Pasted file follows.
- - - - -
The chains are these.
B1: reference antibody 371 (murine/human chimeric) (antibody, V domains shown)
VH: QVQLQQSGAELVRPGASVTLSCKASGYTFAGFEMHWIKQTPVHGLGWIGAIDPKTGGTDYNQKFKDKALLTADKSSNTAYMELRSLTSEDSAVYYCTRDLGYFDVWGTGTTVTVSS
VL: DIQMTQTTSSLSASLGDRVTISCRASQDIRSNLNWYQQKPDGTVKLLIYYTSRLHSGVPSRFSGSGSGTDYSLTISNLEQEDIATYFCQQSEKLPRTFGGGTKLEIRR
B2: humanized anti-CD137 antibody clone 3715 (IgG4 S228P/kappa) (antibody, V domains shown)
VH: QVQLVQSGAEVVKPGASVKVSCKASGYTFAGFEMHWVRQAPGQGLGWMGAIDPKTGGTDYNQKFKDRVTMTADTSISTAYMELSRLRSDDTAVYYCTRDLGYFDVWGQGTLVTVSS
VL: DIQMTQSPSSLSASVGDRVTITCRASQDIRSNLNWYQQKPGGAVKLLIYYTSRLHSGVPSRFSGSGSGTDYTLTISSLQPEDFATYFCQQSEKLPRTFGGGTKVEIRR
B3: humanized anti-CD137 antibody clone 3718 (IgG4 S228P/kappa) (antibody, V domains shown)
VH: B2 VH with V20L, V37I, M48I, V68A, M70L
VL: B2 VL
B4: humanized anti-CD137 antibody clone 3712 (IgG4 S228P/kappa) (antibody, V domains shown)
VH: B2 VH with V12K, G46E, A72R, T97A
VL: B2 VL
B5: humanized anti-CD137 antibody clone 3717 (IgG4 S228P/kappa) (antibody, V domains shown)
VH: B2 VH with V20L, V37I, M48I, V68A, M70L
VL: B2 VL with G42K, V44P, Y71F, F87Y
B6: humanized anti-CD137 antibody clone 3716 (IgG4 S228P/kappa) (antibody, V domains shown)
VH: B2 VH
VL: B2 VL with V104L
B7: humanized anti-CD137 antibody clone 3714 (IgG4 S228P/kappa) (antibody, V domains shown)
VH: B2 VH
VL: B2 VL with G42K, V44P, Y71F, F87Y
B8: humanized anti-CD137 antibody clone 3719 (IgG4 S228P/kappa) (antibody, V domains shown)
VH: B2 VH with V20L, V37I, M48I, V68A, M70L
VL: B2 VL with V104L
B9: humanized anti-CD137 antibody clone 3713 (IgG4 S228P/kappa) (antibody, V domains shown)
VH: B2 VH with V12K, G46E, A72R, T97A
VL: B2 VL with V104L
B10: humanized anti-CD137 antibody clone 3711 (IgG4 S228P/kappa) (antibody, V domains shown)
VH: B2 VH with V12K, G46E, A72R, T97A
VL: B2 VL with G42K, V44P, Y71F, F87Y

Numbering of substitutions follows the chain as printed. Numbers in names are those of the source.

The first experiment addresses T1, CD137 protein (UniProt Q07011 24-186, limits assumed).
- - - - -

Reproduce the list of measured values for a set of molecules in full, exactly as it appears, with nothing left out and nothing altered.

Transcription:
The chains are these.
B1: reference antibody 371 (murine/human chimeric) (antibody, V domains shown)
VH: QVQLQQSGAELVRPGASVTLSCKASGYTFAGFEMHWIKQTPVHGLGWIGAIDPKTGGTDYNQKFKDKALLTADKSSNTAYMELRSLTSEDSAVYYCTRDLGYFDVWGTGTTVTVSS
VL: DIQMTQTTSSLSASLGDRVTISCRASQDIRSNLNWYQQKPDGTVKLLIYYTSRLHSGVPSRFSGSGSGTDYSLTISNLEQEDIATYFCQQSEKLPRTFGGGTKLEIRR
B2: humanized anti-CD137 antibody clone 3715 (IgG4 S228P/kappa) (antibody, V domains shown)
VH: QVQLVQSGAEVVKPGASVKVSCKASGYTFAGFEMHWVRQAPGQGLGWMGAIDPKTGGTDYNQKFKDRVTMTADTSISTAYMELSRLRSDDTAVYYCTRDLGYFDVWGQGTLVTVSS
VL: DIQMTQSPSSLSASVGDRVTITCRASQDIRSNLNWYQQKPGGAVKLLIYYTSRLHSGVPSRFSGSGSGTDYTLTISSLQPEDFATYFCQQSEKLPRTFGGGTKVEIRR
B3: humanized anti-CD137 antibody clone 3718 (IgG4 S228P/kappa) (antibody, V domains shown)
VH: B2 VH with V20L, V37I, M48I, V68A, M70L
VL: B2 VL
B4: humanized anti-CD137 antibody clone 3712 (IgG4 S228P/kappa) (antibody, V domains shown)
VH: B2 VH with V12K, G46E, A72R, T97A
VL: B2 VL
B5: humanized anti-CD137 antibody clone 3717 (IgG4 S228P/kappa) (antibody, V domains shown)
VH: B2 VH with V20L, V37I, M48I, V68A, M70L
VL: B2 VL with G42K, V44P, Y71F, F87Y
B6: humanized anti-CD137 antibody clone 3716 (IgG4 S228P/kappa) (antibody, V domains shown)
VH: B2 VH
VL: B2 VL with V104L
B7: humanized anti-CD137 antibody clone 3714 (IgG4 S228P/kappa) (antibody, V domains shown)
VH: B2 VH
VL: B2 VL with G42K, V44P, Y71F, F87Y
B8: humanized anti-CD137 antibody clone 3719 (IgG4 S228P/kappa) (antibody, V domains shown)
VH: B2 VH with V20L, V37I, M48I, V68A, M70L
VL: B2 VL with V104L
B9: humanized anti-CD137 antibody clone 3713 (IgG4 S228P/kappa) (antibody, V domains shown)
VH: B2 VH with V12K, G46E, A72R, T97A
VL: B2 VL with V104L
B10: humanized anti-CD137 antibody clone 3711 (IgG4 S228P/kappa) (antibody, V domains shown)
VH: B2 VH with V12K, G46E, A72R, T97A
VL: B2 VL with G42K, V44P, Y71F, F87Y

Numbering of substitutions follows the chain as printed. Numbers in names are those of the source.

The first experiment addresses T1, CD137 protein (UniProt Q07011 24-186, limits assumed).